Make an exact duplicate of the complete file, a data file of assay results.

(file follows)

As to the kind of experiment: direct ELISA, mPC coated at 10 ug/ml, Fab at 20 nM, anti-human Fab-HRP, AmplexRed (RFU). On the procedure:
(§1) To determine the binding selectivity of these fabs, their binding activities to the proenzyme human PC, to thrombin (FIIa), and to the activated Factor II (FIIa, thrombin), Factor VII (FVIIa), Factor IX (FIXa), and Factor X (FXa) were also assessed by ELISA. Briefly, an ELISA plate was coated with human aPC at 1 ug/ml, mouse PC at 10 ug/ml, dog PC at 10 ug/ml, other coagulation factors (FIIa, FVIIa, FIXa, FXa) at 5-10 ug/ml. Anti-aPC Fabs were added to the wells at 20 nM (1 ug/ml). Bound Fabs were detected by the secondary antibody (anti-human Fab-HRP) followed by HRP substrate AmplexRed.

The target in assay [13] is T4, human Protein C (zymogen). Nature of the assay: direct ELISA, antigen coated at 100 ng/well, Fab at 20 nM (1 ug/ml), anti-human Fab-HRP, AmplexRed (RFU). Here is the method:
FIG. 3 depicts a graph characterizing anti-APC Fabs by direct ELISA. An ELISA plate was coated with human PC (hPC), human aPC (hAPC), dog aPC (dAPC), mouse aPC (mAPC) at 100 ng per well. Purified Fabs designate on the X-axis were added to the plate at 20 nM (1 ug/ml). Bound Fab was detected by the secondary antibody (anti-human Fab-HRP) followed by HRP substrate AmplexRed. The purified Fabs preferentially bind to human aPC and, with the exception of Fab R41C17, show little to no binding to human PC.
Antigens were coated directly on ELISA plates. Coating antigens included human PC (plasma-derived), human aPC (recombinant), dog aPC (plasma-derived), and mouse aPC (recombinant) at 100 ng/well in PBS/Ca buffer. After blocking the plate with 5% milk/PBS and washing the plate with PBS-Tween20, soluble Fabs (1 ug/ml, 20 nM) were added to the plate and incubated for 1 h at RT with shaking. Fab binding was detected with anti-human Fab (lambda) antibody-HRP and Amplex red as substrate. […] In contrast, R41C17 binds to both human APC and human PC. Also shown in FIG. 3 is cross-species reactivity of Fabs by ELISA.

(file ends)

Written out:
As to the kind of experiment: direct ELISA, mPC coated at 10 ug/ml, Fab at 20 nM, anti-human Fab-HRP, AmplexRed (RFU). On the procedure:
(§1) To determine the binding selectivity of these fabs, their binding activities to the proenzyme human PC, to thrombin (FIIa), and to the activated Factor II (FIIa, thrombin), Factor VII (FVIIa), Factor IX (FIXa), and Factor X (FXa) were also assessed by ELISA. Briefly, an ELISA plate was coated with human aPC at 1 ug/ml, mouse PC at 10 ug/ml, dog PC at 10 ug/ml, other coagulation factors (FIIa, FVIIa, FIXa, FXa) at 5-10 ug/ml. Anti-aPC Fabs were added to the wells at 20 nM (1 ug/ml). Bound Fabs were detected by the secondary antibody (anti-human Fab-HRP) followed by HRP substrate AmplexRed.

The target in assay [13] is T4, human Protein C (zymogen). Nature of the assay: direct ELISA, antigen coated at 100 ng/well, Fab at 20 nM (1 ug/ml), anti-human Fab-HRP, AmplexRed (RFU). Here is the method:
FIG. 3 depicts a graph characterizing anti-APC Fabs by direct ELISA. An ELISA plate was coated with human PC (hPC), human aPC (hAPC), dog aPC (dAPC), mouse aPC (mAPC) at 100 ng per well. Purified Fabs designate on the X-axis were added to the plate at 20 nM (1 ug/ml). Bound Fab was detected by the secondary antibody (anti-human Fab-HRP) followed by HRP substrate AmplexRed. The purified Fabs preferentially bind to human aPC and, with the exception of Fab R41C17, show little to no binding to human PC.
Antigens were coated directly on ELISA plates. Coating antigens included human PC (plasma-derived), human aPC (recombinant), dog aPC (plasma-derived), and mouse aPC (recombinant) at 100 ng/well in PBS/Ca buffer. After blocking the plate with 5% milk/PBS and washing the plate with PBS-Tween20, soluble Fabs (1 ug/ml, 20 nM) were added to the plate and incubated for 1 h at RT with shaking. Fab binding was detected with anti-human Fab (lambda) antibody-HRP and Amplex red as substrate. […] In contrast, R41C17 binds to both human APC and human PC. Also shown in FIG. 3 is cross-species reactivity of Fabs by ELISA.